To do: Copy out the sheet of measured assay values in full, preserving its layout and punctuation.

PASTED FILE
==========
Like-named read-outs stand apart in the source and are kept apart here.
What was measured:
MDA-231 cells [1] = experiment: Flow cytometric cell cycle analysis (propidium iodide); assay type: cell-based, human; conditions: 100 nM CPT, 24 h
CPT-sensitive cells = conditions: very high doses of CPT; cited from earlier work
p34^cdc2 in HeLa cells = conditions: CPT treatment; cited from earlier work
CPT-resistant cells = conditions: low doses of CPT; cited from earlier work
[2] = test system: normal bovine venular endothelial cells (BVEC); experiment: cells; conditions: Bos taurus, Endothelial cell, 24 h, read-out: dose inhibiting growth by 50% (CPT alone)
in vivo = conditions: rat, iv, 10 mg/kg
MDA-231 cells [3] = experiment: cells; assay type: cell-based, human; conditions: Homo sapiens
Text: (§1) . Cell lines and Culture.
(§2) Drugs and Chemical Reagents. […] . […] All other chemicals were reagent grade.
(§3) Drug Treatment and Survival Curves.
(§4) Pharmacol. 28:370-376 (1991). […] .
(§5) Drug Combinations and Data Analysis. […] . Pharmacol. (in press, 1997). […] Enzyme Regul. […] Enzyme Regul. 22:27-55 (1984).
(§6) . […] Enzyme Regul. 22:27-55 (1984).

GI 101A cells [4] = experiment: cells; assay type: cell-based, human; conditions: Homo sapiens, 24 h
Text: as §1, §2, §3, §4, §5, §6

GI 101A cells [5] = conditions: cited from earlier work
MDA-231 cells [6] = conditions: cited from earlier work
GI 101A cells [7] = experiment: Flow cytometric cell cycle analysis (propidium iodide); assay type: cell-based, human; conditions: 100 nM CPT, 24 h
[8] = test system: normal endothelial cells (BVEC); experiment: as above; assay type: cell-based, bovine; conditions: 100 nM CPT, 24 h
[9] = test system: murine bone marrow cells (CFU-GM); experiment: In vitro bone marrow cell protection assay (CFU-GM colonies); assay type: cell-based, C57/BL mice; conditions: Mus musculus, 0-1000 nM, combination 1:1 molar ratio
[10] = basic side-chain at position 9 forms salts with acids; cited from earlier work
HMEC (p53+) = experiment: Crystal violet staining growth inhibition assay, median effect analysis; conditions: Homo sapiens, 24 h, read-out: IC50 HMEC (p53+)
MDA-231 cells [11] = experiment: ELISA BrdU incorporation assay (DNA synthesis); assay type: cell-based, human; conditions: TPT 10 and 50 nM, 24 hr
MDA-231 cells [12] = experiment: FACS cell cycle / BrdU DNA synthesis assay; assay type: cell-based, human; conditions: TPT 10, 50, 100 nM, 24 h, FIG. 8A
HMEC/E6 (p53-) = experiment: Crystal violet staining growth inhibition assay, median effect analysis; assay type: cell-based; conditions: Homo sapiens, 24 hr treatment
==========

Like-named read-outs stand apart in the source and are kept apart here.
What was measured:
MDA-231 cells [1] = experiment: Flow cytometric cell cycle analysis (propidium iodide); assay type: cell-based, human; conditions: 100 nM CPT, 24 h
CPT-sensitive cells = conditions: very high doses of CPT; cited from earlier work
p34^cdc2 in HeLa cells = conditions: CPT treatment; cited from earlier work
CPT-resistant cells = conditions: low doses of CPT; cited from earlier work
[2] = test system: normal bovine venular endothelial cells (BVEC); experiment: cells; conditions: Bos taurus, Endothelial cell, 24 h, read-out: dose inhibiting growth by 50% (CPT alone)
in vivo = conditions: rat, iv, 10 mg/kg
MDA-231 cells [3] = experiment: cells; assay type: cell-based, human; conditions: Homo sapiens
Text: (§1) . Cell lines and Culture.
(§2) Drugs and Chemical Reagents. […] . […] All other chemicals were reagent grade.
(§3) Drug Treatment and Survival Curves.
(§4) Pharmacol. 28:370-376 (1991). […] .
(§5) Drug Combinations and Data Analysis. […] . Pharmacol. (in press, 1997). […] Enzyme Regul. […] Enzyme Regul. 22:27-55 (1984).
(§6) . […] Enzyme Regul. 22:27-55 (1984).

GI 101A cells [4] = experiment: cells; assay type: cell-based, human; conditions: Homo sapiens, 24 h
Text: as §1, §2, §3, §4, §5, §6

GI 101A cells [5] = conditions: cited from earlier work
MDA-231 cells [6] = conditions: cited from earlier work
GI 101A cells [7] = experiment: Flow cytometric cell cycle analysis (propidium iodide); assay type: cell-based, human; conditions: 100 nM CPT, 24 h
[8] = test system: normal endothelial cells (BVEC); experiment: as above; assay type: cell-based, bovine; conditions: 100 nM CPT, 24 h
[9] = test system: murine bone marrow cells (CFU-GM); experiment: In vitro bone marrow cell protection assay (CFU-GM colonies); assay type: cell-based, C57/BL mice; conditions: Mus musculus, 0-1000 nM, combination 1:1 molar ratio
[10] = basic side-chain at position 9 forms salts with acids; cited from earlier work
HMEC (p53+) = experiment: Crystal violet staining growth inhibition assay, median effect analysis; conditions: Homo sapiens, 24 h, read-out: IC50 HMEC (p53+)
MDA-231 cells [11] = experiment: ELISA BrdU incorporation assay (DNA synthesis); assay type: cell-based, human; conditions: TPT 10 and 50 nM, 24 hr
MDA-231 cells [12] = experiment: FACS cell cycle / BrdU DNA synthesis assay; assay type: cell-based, human; conditions: TPT 10, 50, 100 nM, 24 h, FIG. 8A
HMEC/E6 (p53-) = experiment: Crystal violet staining growth inhibition assay, median effect analysis; assay type: cell-based; conditions: Homo sapiens, 24 hr treatment